Has it really just been about a year since the pandemic hit here? It feels like a lot longer. I do remember that this time last year, we ended up skipping a flower and patio show that we’ve gone to every year. I think it might have ended up being cancelled anyway and, of course, they did not hold it this year either.
So where do things stand with respect to cases a year into this thing? Mostly good news as cases continue to drop and/or hit a bottom in most states. A few anomalies we can mention where cases are ticking back up but are not really showing any sort of exponential growth. Just things to watch.
I’ve got a new data source, so the numbers may not exactly match but for the week ending yesterday, there were 11 million tests recorded which is up from the last three weeks but may represent continued clearing of older data. There were 364,440 positive tests recorded which is down from last week. For the week, 3.5% of the results were positive and that is a new low but I take it with some skepticism given the change in the data source. Newly recorded deaths have also been dropping off. Based on the CDC website, which tracks actual death dates, it looks like deaths likely peaked the week ending January 15th although we probably didn’t see a noticeable drop until the end of January.
On to the graphs. This show the total number of newly reported cases by week. I’ve got graphs with states grouped into roughly equal bins based on the peak number of cases. California and Texas get solo graphs because it would be hard to see any other state graphed against them.
For California, cases have continue to decline although the rate has slowed as we reach kind of an equilibrium level that they had back in September and October. I’ll keep stating this but the graphs are never going to get to zero because the tests will always yield some number of false positives.
Next is Texas. We had an artificial low in late February when Texas was covered in ice and there were lots of people without water and electricity. So we saw a mini spike but cases have been dropping since then and are headed towards the lows back in August and September.
In this first group of seven, Pennsylvania is the only state that saw an increase in reported cases. They had 17352 the week before and 17413 this week so it is basically flat. New York continues to fall at a slower rate than most but it did drop last week to the lowest number since the last week in November. Don’t really see any major issues with this group.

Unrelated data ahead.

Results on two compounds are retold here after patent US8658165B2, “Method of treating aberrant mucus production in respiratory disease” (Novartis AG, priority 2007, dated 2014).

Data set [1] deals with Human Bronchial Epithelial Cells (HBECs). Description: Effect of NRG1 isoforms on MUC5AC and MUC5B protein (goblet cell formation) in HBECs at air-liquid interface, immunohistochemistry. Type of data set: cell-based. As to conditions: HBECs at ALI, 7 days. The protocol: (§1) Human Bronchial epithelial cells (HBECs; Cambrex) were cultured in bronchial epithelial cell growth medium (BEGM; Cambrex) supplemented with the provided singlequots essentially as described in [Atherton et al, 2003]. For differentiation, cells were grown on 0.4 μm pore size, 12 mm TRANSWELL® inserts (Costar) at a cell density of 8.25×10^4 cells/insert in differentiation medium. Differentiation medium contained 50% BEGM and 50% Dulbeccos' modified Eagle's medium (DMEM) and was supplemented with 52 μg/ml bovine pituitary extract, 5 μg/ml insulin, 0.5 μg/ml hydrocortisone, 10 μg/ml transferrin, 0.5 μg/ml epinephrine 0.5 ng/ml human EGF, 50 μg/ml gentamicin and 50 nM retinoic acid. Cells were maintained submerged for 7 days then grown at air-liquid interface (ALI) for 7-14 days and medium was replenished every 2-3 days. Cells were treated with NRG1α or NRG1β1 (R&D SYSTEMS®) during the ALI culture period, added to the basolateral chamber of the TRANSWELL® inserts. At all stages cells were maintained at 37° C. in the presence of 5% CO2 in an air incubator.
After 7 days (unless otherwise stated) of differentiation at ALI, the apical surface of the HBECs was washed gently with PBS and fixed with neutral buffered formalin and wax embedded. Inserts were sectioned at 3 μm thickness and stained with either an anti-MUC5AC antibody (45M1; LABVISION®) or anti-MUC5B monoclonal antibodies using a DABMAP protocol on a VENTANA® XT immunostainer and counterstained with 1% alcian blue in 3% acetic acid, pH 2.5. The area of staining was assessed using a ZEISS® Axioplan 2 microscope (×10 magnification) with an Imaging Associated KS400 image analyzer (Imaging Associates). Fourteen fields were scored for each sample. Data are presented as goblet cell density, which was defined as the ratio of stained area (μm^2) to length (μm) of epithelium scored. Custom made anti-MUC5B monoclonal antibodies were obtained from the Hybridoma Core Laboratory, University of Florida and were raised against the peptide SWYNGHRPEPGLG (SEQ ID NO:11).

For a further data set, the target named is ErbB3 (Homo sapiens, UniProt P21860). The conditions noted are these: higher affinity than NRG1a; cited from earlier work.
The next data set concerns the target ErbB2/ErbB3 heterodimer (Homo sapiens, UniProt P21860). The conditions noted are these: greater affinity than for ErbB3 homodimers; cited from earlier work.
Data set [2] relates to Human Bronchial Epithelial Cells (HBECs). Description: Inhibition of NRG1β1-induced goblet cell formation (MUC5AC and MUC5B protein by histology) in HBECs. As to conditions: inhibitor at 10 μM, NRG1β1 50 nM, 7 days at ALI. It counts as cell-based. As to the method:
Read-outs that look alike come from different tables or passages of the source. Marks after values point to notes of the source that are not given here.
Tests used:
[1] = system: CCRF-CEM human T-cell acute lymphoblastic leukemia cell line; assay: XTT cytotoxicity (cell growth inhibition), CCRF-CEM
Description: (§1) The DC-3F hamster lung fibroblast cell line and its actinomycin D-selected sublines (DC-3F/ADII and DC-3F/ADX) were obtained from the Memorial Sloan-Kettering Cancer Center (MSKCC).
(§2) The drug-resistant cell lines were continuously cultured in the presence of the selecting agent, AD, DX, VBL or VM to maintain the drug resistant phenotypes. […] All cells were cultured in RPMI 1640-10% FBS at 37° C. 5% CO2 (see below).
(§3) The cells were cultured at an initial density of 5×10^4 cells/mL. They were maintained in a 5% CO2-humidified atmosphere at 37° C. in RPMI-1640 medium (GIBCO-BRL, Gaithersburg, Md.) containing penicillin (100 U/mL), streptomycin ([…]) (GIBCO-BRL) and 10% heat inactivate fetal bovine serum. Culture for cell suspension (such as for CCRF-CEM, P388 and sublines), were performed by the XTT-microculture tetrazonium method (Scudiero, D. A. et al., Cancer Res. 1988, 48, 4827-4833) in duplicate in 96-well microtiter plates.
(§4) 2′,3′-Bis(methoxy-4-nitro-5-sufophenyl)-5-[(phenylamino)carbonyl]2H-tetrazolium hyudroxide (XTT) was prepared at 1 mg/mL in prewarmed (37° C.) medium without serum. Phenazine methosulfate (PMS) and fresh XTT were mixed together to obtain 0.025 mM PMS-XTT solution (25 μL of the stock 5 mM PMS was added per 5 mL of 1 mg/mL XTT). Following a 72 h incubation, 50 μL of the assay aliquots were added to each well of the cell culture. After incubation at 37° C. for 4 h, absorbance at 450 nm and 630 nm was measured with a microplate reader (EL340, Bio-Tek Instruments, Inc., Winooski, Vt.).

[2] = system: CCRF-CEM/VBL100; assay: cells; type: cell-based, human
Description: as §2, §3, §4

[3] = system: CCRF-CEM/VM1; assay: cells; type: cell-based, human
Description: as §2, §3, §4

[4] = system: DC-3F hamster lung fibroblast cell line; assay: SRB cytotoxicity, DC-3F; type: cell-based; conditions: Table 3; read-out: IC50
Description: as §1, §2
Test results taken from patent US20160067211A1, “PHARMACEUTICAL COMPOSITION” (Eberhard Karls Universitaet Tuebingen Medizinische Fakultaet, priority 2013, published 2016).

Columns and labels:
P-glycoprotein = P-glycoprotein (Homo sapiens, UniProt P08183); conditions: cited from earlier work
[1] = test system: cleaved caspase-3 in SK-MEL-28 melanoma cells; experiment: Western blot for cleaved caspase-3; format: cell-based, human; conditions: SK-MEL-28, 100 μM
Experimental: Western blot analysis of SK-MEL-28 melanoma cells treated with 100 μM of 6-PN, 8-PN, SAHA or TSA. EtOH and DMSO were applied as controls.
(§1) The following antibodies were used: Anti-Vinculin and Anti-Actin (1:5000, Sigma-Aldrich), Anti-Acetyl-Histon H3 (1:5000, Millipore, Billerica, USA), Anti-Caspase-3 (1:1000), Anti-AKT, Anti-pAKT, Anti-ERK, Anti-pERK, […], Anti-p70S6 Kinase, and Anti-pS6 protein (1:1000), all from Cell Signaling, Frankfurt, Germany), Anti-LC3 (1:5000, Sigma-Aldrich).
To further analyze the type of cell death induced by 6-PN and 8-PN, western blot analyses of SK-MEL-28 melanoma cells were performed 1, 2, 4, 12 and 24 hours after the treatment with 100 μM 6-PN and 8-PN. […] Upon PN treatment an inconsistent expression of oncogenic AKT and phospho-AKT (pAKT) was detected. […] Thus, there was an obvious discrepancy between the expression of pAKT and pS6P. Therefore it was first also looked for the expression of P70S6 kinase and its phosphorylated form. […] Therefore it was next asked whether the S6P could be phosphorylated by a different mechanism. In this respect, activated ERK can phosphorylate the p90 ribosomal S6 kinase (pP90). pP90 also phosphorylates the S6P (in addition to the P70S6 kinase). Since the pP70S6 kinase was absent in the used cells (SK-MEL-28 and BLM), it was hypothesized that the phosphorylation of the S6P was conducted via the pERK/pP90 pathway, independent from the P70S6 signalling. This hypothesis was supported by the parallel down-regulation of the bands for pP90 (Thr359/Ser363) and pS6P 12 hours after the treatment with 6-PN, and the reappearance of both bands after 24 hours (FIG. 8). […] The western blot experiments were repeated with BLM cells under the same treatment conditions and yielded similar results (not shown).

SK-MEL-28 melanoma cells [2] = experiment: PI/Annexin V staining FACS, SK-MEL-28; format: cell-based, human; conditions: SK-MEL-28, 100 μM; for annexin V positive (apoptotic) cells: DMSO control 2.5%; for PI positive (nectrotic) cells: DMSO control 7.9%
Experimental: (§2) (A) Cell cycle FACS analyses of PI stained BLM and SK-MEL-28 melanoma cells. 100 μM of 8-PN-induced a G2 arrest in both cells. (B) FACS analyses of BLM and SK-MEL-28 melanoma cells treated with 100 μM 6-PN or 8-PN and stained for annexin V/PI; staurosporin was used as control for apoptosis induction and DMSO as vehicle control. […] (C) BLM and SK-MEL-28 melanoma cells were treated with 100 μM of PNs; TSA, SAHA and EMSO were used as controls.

In this next group, Michigan continues to be different with cases continuing to rise. One thing I’ve done is to predict the expected total a week out based on the ten day moving average of cases. When we see exponential growth, these predictions are consistently low and the predictions for Michigan were the farthest off on the low side. The actual error was about 0.5% and anything within 1% is really not a big error so cases are going up but not at an alarming rate. Minnesota and Wisconsin were also up from last week but both states are in an area where they should still be considered flat. The rest of the states are fine with cases still dropping. We’ll keep watching Michigan to see if cases take off.
In this next group, we saw increases in New Jersey, Missouri and Iowa. Iowa isn’t a concern since they had 3562 cases two weeks ago and 3563 last week. And Missouri bounced off a low total two weeks ago but both of them are still way off their peak and almost at levels last observed in the summer. New Jersey is the only one with some concern as cases have increased by about 1000 each of the last four weeks. Cases are rising a little faster than in Michigan but they haven’t broken through early February levels so they are another state to watch. Colorado was mentioned last week but saw cases drop which reversed the trend. All the other states are still seeing cases drop including Virginia and South Carolina which were among the last to peak earlier this year.